http://e-group.uk.net/gallery/data/5...rown_2_e-g.jpg
Olympus OMD EM1 + Olympus 50-200mm lens

Regards. Barr1e

Olybirder 18th November 2015 10:24 PM

Re: Communal Bird Photography Thread
 
Yes Barry, I think the remaining berries will be in big demand as soon as the cold weather arrives. We will probably have a few more birds in the garden too.

That is a very dramatic shot of the hawk. I like the viewpoint.

Ron

art frames 19th November 2015 09:12 AM

Re: Communal Bird Photography Thread
 
We have a huge berry crop around here and I am beginning to see the fieldfares and redwings getting busy. It has been very mixed weather and I have been trying out a new lens and camera when the sun was not sulking, so I cannot post anything here. But I have sorted my long lens solution out.

I did find a few pictures from earlier in the year which cheered me up so I will play with them and add them later. Glad to see this thread is still going Ron.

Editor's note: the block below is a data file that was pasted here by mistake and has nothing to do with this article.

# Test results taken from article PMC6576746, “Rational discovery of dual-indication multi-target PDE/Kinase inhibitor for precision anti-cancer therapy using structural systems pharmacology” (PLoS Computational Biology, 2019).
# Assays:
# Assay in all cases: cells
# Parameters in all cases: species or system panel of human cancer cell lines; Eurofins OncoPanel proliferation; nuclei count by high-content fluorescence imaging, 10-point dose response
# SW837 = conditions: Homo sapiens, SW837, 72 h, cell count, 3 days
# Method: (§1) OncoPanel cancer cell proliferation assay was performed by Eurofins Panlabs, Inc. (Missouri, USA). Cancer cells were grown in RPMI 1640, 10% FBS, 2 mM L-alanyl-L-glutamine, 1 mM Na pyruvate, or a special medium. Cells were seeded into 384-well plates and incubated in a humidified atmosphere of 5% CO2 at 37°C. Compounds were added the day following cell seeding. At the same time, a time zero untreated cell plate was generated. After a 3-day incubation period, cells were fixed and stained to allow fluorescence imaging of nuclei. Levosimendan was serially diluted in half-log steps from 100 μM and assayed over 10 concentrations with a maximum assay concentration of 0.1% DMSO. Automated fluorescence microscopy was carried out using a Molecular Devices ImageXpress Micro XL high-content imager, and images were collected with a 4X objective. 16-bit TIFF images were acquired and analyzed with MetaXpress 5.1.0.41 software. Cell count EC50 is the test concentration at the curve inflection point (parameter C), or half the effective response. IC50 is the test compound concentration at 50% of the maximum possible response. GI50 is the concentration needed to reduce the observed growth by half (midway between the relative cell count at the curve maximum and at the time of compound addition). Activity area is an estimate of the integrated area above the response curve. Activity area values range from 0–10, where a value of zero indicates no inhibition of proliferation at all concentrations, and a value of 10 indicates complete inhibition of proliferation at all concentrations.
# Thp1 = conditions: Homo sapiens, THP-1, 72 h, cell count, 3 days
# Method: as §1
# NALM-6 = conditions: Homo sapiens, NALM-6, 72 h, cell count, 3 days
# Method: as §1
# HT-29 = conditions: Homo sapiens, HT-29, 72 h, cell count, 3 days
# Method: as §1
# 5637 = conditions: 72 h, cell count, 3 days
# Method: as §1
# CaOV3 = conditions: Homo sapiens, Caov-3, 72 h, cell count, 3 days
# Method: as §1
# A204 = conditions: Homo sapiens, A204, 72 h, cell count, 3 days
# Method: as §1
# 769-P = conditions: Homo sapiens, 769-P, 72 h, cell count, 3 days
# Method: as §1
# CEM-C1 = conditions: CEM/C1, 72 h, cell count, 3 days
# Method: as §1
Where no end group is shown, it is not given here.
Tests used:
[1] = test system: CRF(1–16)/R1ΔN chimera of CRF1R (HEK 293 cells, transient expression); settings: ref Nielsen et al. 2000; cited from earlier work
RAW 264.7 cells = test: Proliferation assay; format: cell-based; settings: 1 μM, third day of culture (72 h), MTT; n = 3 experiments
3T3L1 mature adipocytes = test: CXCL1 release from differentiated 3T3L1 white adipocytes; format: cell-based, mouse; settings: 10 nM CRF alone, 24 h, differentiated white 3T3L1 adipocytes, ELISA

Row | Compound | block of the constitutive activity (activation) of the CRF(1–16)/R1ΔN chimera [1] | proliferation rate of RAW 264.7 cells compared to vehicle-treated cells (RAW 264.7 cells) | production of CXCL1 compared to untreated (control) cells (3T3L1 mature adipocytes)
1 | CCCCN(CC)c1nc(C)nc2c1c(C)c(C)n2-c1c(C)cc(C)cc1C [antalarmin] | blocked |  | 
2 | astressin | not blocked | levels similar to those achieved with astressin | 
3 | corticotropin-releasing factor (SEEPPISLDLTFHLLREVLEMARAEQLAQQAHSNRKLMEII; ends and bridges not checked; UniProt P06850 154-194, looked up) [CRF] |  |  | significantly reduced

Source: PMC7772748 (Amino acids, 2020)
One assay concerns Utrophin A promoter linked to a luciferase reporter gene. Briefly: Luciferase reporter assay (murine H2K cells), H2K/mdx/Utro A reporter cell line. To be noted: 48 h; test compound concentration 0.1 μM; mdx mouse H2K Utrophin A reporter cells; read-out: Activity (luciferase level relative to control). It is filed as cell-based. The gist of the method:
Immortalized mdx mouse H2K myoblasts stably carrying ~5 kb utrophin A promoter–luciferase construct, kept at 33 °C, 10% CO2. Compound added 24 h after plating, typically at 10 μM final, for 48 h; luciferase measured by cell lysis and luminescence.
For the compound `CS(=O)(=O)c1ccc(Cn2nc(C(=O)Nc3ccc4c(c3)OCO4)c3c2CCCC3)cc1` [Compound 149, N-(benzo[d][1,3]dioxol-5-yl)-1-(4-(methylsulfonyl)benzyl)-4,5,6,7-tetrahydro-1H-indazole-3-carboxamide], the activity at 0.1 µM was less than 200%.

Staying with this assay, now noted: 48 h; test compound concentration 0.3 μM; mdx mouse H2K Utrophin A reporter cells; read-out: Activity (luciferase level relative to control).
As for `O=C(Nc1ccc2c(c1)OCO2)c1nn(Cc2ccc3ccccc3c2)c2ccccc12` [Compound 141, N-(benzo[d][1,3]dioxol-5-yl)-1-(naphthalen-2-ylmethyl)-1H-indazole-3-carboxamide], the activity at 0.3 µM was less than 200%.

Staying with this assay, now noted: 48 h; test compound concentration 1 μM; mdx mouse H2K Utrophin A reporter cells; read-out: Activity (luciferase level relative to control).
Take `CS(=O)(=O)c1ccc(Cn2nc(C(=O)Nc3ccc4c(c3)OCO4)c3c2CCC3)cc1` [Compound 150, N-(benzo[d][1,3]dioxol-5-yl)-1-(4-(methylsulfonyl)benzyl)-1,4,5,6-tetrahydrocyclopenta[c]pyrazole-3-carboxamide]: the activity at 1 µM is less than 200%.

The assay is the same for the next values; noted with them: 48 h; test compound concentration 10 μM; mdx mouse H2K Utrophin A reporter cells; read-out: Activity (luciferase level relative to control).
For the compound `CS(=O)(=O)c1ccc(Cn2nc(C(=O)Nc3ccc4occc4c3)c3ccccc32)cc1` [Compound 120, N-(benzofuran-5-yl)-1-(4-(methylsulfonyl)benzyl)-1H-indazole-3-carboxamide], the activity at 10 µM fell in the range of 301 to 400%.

art frames 19th November 2015 09:45 AM

Re: Communal Bird Photography Thread
 
On a walk earlier in the year I heard, and then saw this nest. They were putting up quite a noise and were clearly getting grumpy. On this photo a couple of chicks were laying down in the nest (I imagine they needed to do that in rotation :D - as it was a fairly full home).

Every time I look at the picture I feel it should be animated by Terry Gilliam with suitable skinny parents bringing in bigger and bigger food for these lazy and grumpy adolescents. The one on the far left seems a right character...

https://farm1.staticflickr.com/748/2...6ab50965_o.jpg
Crow nest
by Peter Willmott, on Flickr

Olybirder 19th November 2015 09:50 AM

Re: Communal Bird Photography Thread
 
That is quite a nestful Peter. I imagine they were pleased to leave.

I have been looking at your shots of Fieldfares and Red Kites and you seem to be getting on well with the new gear. I see you have gone for the zoom rather than the more common prime but I think the ability to adjust the focal length for wildlife is well worth having.

Ron

art frames 19th November 2015 10:08 AM

Re: Communal Bird Photography Thread
 
Quote:

Originally Posted by Olybirder (Post 366720)
That is quite a nestful Peter. I imagine they were pleased to leave.

I have been looking at your shots of Fieldfares and Red Kites and you seem to be getting on well with the new gear. I see you have gone for the zoom rather than the more common prime but I think the ability to adjust the focal length for wildlife is well worth having.

Ron